28th Sunday in Ordinary Time

Why was it so important to Jesus that he be thanked by the lepers he cured?  He is obviously upset that only one of the ten, a Samaritan at that, returned to thank him. “Ten were cleansed, were they not? Where are the other nine?”  Did he perform the miracle so that he would be thanked?  That would be pretty shallow.  (I never understood when you thank someone for something that they feel compelled to tell you that they did not do it for thanks.  I had not thought so, but it does not change your need to thank them.)  Did he use thanks as a test for faithfulness?  If it were me, I might have been tempted to give the other nine their leprosy back.  (Imagine the other nine lepers on their way home having been cured and then looking down, “Ooops, what is that on my arm.  Darn.”)  But I know the Lord of mercy is better than I am. 

And it cannot be that Jesus is in need of the credit.  He is the all-powerful son of God.  He does not need like we need.  That is sometimes the most challenging aspect of our relationship with God.  We cannot do for God what God does for us.  It is not as if we could say to Jesus, “Thanks.   When you get leprosy, stop by and I will cure you.” 

With our perfect, non-needy God however, the only thing we can do is be grateful.  Thanksgiving puts us in right relationship with God.  Gratefulness completes the circle of mercy where we name how and for what we are thankful for to our God, not for God’s sake but for our own.  We discover the indefinable beauty and generosity of God in thanksgiving.   Our thanks might seem very little compared to God’s blessings, but in a phrase from St. Bernard that I have come to love, “Where everything is given, nothing is lacking.”  At the end of the day, all we can do for God is to give thanks, creatures aware of the blessings of their creator.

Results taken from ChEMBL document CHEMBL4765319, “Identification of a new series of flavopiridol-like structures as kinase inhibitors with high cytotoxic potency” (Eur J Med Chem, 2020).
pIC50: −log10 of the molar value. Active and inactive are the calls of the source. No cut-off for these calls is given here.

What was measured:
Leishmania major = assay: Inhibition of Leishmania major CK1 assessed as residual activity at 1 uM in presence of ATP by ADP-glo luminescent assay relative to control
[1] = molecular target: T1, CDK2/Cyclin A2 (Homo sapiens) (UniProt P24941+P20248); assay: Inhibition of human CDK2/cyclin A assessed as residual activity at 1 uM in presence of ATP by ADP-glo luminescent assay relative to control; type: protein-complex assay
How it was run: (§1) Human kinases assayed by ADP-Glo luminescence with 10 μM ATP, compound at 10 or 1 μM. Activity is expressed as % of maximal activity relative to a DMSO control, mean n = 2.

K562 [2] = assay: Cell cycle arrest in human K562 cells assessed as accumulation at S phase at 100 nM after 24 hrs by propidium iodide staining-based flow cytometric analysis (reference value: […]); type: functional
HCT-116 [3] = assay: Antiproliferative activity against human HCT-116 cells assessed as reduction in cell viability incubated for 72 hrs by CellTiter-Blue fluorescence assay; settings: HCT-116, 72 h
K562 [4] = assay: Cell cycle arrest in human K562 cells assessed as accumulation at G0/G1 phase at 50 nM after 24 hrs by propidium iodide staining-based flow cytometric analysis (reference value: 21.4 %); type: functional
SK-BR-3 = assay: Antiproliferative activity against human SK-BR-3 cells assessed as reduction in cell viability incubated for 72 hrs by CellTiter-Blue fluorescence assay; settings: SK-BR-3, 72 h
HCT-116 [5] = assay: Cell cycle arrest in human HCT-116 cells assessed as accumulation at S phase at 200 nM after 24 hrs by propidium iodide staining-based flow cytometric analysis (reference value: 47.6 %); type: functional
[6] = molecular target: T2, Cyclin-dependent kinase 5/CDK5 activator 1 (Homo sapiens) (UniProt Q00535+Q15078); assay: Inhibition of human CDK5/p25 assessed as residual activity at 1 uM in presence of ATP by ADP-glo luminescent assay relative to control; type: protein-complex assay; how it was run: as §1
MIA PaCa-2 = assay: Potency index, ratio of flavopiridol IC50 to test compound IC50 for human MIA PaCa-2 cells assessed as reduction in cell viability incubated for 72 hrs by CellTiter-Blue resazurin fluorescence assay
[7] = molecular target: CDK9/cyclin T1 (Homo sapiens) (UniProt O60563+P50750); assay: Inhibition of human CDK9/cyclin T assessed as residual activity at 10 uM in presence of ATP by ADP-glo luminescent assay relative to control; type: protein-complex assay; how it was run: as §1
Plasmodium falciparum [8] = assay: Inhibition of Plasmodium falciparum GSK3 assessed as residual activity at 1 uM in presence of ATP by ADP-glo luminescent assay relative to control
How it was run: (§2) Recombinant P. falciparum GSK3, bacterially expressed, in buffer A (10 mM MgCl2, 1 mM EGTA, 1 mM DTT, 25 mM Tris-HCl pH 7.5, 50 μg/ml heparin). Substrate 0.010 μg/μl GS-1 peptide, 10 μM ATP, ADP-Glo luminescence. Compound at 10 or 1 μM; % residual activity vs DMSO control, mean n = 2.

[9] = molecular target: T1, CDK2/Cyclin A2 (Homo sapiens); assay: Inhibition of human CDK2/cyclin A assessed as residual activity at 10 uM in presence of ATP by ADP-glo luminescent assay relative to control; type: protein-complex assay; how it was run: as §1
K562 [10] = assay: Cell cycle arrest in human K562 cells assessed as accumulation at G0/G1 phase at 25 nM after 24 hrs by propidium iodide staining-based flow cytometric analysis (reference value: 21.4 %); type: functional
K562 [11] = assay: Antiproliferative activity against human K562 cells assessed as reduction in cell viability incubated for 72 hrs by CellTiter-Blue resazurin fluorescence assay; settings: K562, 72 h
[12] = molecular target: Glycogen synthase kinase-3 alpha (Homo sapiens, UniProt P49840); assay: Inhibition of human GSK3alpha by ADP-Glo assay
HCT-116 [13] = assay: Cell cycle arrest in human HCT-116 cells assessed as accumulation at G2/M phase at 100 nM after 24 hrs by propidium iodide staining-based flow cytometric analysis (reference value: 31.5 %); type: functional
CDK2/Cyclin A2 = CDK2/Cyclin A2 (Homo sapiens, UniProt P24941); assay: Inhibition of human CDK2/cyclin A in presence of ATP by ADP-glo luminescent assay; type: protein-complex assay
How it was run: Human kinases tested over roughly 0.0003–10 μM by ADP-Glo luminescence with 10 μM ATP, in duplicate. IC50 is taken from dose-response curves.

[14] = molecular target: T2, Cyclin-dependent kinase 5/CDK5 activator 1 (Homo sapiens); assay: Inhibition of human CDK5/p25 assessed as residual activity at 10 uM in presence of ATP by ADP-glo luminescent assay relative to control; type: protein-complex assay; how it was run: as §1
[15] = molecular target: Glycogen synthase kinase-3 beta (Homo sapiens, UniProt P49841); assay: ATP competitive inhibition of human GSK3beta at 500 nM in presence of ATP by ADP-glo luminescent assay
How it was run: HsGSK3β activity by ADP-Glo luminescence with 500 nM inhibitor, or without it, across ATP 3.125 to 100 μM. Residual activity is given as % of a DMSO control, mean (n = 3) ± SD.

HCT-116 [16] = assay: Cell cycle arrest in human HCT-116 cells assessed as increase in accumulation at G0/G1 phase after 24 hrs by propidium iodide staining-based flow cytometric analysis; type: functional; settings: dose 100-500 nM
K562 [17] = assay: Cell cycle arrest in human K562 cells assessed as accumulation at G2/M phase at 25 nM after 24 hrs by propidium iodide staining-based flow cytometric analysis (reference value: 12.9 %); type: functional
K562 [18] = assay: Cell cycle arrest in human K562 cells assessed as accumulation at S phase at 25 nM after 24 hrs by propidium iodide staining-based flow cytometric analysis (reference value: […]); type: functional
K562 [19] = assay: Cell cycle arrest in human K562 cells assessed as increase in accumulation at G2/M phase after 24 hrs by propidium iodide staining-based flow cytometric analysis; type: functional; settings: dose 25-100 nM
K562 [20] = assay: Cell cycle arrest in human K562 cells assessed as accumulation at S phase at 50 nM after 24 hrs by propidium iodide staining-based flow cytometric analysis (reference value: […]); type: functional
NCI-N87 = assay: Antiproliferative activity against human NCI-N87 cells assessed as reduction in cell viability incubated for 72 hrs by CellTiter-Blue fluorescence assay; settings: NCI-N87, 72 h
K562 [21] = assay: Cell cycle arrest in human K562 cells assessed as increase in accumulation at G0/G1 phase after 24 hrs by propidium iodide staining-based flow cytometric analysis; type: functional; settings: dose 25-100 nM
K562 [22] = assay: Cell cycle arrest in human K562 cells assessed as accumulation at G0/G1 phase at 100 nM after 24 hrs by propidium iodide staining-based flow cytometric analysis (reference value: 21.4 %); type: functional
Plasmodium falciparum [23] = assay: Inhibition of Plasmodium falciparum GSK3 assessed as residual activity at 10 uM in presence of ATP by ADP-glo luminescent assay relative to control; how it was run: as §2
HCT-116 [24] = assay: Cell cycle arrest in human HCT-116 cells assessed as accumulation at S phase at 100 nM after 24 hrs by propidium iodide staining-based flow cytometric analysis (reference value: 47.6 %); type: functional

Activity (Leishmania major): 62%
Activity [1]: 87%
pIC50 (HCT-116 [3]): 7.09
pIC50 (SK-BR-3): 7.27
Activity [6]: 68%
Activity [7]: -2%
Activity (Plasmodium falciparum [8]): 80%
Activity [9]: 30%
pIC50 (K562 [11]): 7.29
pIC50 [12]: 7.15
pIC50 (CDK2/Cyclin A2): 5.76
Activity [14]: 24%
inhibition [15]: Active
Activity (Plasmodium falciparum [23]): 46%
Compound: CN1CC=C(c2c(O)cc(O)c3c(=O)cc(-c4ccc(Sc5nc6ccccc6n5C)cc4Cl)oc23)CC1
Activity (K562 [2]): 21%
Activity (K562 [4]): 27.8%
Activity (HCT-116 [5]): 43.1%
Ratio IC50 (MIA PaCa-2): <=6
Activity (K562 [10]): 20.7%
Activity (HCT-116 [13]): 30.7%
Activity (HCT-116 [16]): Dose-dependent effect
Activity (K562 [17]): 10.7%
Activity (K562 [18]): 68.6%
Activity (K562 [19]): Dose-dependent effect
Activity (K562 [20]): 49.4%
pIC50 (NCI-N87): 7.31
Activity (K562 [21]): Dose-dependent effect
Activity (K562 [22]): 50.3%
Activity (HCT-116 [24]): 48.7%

And if that is how we are to relate to God, it must mean something about how we relate to one another.  Often this is an uncomfortable position for us.  We often “repair” our debts by paying them back.  If you have me over for dinner, I will have you.  If you do some kindness for me, I do one for you.  That is not thanksgiving.   That is economics – a way to balance the books.  When you give thanks, we admit that we are in debt to the kindness of another.  We are fine at politeness, saying, “Thank you” as a door is held open.  But what of the greatest gifts of our lives?  How are we thankful for the people who have made us who we are?

A priest was giving a talk to the eighth grade Confirmation class on Long Island and he told the story of how a family “saved” a girl from an orphanage in China by adopting her.  I am sure that no malice was meant but my friend’s daughter who had been adopted from China started getting nervous and resenting the fact that she felt all eyes had fallen on her.  Her mother noticed as Moms always notice and texted her in the middle of the session, “I did not save you.  You saved me.”

We need to say thank you for the ones who have transformed our lives.  It can mean even more than saying, “I love you.”  After all, it seems we cannot choose who we love.  It comes upon us like a wave.  But when we thank someone, we choose to do so and we must give a reason for why they are a blessing in our lives.  This Holy Year of Mercy ends on November 20th.  Perhaps we can find occasion by that time to show our gratitude for the ones who have loved us and name the revolution they are in our lives.

And when we do that, undoubtedly, we will be flooded with a spirit of thanksgiving to the God who has given us such astounding gifts in our lives.  In giving thanks, we stand in silent awe of how deeply, completely and ridiculously we have been blessed by our God.